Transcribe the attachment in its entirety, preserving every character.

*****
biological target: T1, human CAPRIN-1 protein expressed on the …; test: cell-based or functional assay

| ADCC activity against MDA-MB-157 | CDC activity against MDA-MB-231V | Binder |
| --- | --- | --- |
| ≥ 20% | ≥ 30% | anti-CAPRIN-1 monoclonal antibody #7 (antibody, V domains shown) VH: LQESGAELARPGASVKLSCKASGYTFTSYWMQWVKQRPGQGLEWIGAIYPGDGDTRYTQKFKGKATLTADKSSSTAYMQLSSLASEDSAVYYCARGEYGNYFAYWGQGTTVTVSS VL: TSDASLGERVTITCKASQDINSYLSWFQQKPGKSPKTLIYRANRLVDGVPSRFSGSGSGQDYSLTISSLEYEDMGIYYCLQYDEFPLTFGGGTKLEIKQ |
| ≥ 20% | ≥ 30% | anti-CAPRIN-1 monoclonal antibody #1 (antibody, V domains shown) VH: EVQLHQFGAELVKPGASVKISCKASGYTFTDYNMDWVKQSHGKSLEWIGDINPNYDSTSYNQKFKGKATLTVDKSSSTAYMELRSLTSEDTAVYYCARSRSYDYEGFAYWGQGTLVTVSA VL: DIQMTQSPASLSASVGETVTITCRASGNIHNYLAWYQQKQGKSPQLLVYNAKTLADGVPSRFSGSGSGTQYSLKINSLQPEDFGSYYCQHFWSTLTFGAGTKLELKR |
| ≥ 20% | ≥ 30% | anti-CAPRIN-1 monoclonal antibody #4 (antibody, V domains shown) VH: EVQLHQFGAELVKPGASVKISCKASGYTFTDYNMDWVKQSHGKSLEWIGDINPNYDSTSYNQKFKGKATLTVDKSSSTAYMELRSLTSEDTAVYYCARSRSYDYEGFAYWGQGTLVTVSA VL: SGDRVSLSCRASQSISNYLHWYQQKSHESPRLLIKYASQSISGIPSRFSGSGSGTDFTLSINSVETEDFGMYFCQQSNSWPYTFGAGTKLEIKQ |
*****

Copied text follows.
biological target: T1, human CAPRIN-1 protein expressed on the …; test: cell-based or functional assay

| ADCC activity against MDA-MB-157 | CDC activity against MDA-MB-231V | Binder |
| --- | --- | --- |
| ≥ 20% | ≥ 30% | anti-CAPRIN-1 monoclonal antibody #7 (antibody, V domains shown) VH: LQESGAELARPGASVKLSCKASGYTFTSYWMQWVKQRPGQGLEWIGAIYPGDGDTRYTQKFKGKATLTADKSSSTAYMQLSSLASEDSAVYYCARGEYGNYFAYWGQGTTVTVSS VL: TSDASLGERVTITCKASQDINSYLSWFQQKPGKSPKTLIYRANRLVDGVPSRFSGSGSGQDYSLTISSLEYEDMGIYYCLQYDEFPLTFGGGTKLEIKQ |
| ≥ 20% | ≥ 30% | anti-CAPRIN-1 monoclonal antibody #1 (antibody, V domains shown) VH: EVQLHQFGAELVKPGASVKISCKASGYTFTDYNMDWVKQSHGKSLEWIGDINPNYDSTSYNQKFKGKATLTVDKSSSTAYMELRSLTSEDTAVYYCARSRSYDYEGFAYWGQGTLVTVSA VL: DIQMTQSPASLSASVGETVTITCRASGNIHNYLAWYQQKQGKSPQLLVYNAKTLADGVPSRFSGSGSGTQYSLKINSLQPEDFGSYYCQHFWSTLTFGAGTKLELKR |
| ≥ 20% | ≥ 30% | anti-CAPRIN-1 monoclonal antibody #4 (antibody, V domains shown) VH: EVQLHQFGAELVKPGASVKISCKASGYTFTDYNMDWVKQSHGKSLEWIGDINPNYDSTSYNQKFKGKATLTVDKSSSTAYMELRSLTSEDTAVYYCARSRSYDYEGFAYWGQGTLVTVSA VL: SGDRVSLSCRASQSISNYLHWYQQKSHESPRLLIKYASQSISGIPSRFSGSGSGTDFTLSINSVETEDFGMYFCQQSNSWPYTFGAGTKLEIKQ |